IT Camp Presentation for the Spring of 2015

In this wave of deliveries, we demo the methodology to build IT services with Microsoft Azure and migrate on-premises workloads to cloud as well.

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Windows Azure Pack Express Installation

This is a project for Microsoft Virtual Academy that I had the pleasure to work with Shri (Shriram Natarajan, a Program Manager in Windows Azure Pack team) and had a wonderful time and learned much from him.

Windows Azure Pack, one of my favorite subjects on transforming your private cloud into a customer-centric IT as a service hub. The idea is to offer customers a solution platform such that they can self-serve on consuming, establishing, and managing IT capabilities including network, storage, and compute on demand regardless if resources are on-premises, deployed in Azure, or hosted in a 3rd party facility. The enabler, Windows Azure Pack, places an abstraction to present VMM-based private cloud with a Azure-like interface and experience, while integrating and consolidating at the middleware layer to enable on-premises, Azure, and 3rd-party resources to be managed with a consistent experience.

The first step in this strategic approach is to experience and asses Windows Azure Pack relevant to your unique IT environment. Which is what this project is about.

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Essentials for Realizing Azure Baseline Costs

Subscription and Service Limits, Quotas, and Constraints (http://aka.ms/Limits)

This is a must-bookmarked page to find out, for instance:

  • Total cpu cores a subscription can consume
  • The number of endpoints a VM can have.
  • The bandwidth an Azure website may provide.
  • Total VMs a virtual network may host.
  • Total TB per storage account
  • Maximum of objects in Azure Active Directory

Azure Pricing Model (http://aka.ms/AzurePricing)

This is where to find detailed Azure pricing information of Azure services with options like pay-as-you-go, Microsoft resellers, and enterprise agreements. A good reference this is. Keep it handy.

Azure Pricing Calculator (http://aka.ms/Calculator)

This is a what-if analysis tool. How will the costs be different when changing your deployment plan from 3 small Linux VMs to 2 Large ones, deploying Oracle Weblogic server with A5 instead of A8, and replacing locally-redundant storage with geo-redundant storage? Just drag the slide bar on each category and one can realizing the combined baseline costs form the number shown under full calculator.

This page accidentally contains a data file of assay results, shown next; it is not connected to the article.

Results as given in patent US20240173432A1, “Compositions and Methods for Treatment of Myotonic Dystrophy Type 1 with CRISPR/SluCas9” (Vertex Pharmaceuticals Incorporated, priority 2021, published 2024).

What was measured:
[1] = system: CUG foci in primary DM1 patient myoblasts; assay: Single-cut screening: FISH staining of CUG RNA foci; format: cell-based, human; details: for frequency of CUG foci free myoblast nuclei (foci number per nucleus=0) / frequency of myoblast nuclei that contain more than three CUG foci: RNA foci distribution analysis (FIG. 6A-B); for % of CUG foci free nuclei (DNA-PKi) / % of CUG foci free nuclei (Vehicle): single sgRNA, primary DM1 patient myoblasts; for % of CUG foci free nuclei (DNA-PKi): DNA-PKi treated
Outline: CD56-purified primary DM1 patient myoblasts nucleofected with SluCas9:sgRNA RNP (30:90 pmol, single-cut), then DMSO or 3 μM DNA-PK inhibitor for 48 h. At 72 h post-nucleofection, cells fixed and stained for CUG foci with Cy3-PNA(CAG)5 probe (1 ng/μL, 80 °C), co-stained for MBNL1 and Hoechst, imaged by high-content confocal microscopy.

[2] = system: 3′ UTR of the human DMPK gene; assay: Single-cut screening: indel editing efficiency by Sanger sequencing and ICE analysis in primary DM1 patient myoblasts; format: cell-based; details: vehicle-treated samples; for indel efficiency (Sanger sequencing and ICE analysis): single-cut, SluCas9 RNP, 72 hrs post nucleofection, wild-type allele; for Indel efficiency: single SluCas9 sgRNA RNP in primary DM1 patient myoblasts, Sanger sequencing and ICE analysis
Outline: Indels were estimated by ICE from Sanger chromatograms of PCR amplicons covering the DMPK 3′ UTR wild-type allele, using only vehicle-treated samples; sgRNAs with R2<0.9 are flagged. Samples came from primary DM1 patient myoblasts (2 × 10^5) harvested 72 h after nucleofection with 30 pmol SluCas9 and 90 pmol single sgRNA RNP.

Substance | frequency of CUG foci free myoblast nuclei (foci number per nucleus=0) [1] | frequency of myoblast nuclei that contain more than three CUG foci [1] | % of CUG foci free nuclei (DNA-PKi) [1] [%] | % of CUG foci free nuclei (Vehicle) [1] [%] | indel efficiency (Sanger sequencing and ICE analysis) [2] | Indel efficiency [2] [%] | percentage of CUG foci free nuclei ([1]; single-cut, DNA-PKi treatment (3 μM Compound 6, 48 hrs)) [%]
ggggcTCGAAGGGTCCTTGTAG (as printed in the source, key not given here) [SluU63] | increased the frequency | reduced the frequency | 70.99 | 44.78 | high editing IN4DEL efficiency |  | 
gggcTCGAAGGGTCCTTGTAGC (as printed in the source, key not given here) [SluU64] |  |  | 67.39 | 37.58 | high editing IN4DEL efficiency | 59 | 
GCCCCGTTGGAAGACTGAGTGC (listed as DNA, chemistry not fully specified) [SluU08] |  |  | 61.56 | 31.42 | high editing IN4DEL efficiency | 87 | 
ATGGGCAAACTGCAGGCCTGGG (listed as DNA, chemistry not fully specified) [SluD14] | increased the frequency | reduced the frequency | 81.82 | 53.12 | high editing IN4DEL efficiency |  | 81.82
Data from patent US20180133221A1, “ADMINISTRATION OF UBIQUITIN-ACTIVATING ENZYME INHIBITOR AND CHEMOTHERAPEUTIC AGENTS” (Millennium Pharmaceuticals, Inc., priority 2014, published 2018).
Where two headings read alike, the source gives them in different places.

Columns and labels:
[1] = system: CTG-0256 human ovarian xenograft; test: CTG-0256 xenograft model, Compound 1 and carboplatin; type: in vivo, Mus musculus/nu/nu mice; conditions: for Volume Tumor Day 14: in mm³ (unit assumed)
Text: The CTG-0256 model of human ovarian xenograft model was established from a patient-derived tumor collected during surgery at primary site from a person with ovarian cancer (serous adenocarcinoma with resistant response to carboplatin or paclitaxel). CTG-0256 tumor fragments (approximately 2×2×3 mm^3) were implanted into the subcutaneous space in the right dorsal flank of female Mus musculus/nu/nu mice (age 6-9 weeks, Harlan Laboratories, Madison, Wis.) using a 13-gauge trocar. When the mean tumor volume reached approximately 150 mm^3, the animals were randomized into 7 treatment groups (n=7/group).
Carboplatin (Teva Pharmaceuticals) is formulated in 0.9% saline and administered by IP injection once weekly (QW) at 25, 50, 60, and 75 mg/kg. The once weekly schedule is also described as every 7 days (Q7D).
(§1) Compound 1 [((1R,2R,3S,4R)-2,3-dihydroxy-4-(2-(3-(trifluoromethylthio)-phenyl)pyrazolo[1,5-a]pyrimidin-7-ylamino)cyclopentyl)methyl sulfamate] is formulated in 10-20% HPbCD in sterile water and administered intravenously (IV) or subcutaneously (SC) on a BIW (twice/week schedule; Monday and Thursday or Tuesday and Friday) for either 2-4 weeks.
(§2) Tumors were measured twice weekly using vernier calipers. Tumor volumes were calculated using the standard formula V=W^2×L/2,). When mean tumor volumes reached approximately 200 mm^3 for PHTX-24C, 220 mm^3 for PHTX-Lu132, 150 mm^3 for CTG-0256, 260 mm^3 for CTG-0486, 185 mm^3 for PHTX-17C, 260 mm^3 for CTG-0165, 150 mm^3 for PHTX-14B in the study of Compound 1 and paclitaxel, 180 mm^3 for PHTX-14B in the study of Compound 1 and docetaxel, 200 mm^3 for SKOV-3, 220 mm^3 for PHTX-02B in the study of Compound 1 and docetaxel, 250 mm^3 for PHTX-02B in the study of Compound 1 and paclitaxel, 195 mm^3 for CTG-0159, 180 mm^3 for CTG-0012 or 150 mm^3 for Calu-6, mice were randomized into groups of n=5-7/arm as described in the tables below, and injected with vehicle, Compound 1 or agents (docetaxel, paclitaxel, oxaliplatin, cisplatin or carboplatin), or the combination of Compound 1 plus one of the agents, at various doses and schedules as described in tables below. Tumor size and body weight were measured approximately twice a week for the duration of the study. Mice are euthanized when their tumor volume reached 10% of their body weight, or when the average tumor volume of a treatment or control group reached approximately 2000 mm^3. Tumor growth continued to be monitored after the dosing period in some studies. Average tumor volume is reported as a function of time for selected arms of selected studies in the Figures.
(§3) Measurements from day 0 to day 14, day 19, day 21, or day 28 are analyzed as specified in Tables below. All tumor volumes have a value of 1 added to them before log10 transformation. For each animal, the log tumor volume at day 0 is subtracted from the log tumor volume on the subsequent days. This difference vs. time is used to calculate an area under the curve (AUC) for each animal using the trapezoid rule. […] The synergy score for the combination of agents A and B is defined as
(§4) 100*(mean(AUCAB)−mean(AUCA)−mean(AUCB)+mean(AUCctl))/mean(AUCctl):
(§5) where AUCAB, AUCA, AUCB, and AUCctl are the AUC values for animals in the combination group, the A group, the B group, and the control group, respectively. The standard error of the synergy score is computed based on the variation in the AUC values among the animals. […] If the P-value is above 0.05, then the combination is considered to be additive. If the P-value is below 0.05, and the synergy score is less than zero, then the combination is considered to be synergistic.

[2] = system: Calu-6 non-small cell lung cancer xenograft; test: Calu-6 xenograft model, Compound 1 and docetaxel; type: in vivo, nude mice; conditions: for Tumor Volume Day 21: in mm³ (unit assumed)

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There is also a VM calculator (http://aka.ms/AzureVMCalculator) to better understand the cost implementations on VM, bandwidth, support, etc. with Azure Infrastructure Services.

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Azure SLAs (http://aka.ms/AzureSLAs)

imageDo examine the SLAs from a cloud vendor including those of Microsoft’s. Cloud computing is emerging and the business model continues evolving. SLAs are not all created equal. Pay attention to the fine print. Understand what does and what does not count as an outage and when there is one how a subscriber is compensated. Following your flow of data, the overall SLA is the service with the lowest SLA along the path.

Azure Support Options (http://aka.ms/AzureSupportOptions)

imageSupport costs will have impact on the business values of an application throughout the lifecycle. Not just the support subscription costs, but also the associated activities to initiate, monitor, manage, and document support activities.

Azure Compliance Page (http://aka.ms/AzureCompliance)

For some industries, if it is not compliant, there is really no point of investigating the cost of a solution. If compliance is a requirement, investigate early. For Azure, this page lists out all the achieved certificates. Pay attention to those referenced links like Azure HIPAA Implementation Guidance. Some specifically document the implementations for a cloud applications to become compliant.

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Closing Thoughts

Cloud is about the ability to deliver instant gratification, and grow or shrink the capacity based on demand. Those days of rolling out a patch in 6 weeks, deploying a branch office in 3 months, building a cluster in two weeks, are long gone. The delivery needs to be on demand, in the next hour, within a half-day, or something relatively quick.

At the same time, cloud is not an one-size-fits-all platform. And there are legitimate reasons not to deploy resources in cloud. Get all the facts, learn how cloud works, and assess the risks. Know what you pay for, set a realistic expectation, then cloud responsibly and happily.

So where to start? Learning by practicing is what I recommend. For those who do not subscribe MSDN which offers Azure monthly usage credit, sign up a 30-day free trial at http://aka.ms/Azure200 and follow http://aka.ms/Azure101Series and http://aka.ms/Azure102Series to start making cloud work for you. Use Azure as your datacenter, your global networks, and your colossal storage drive in cloud.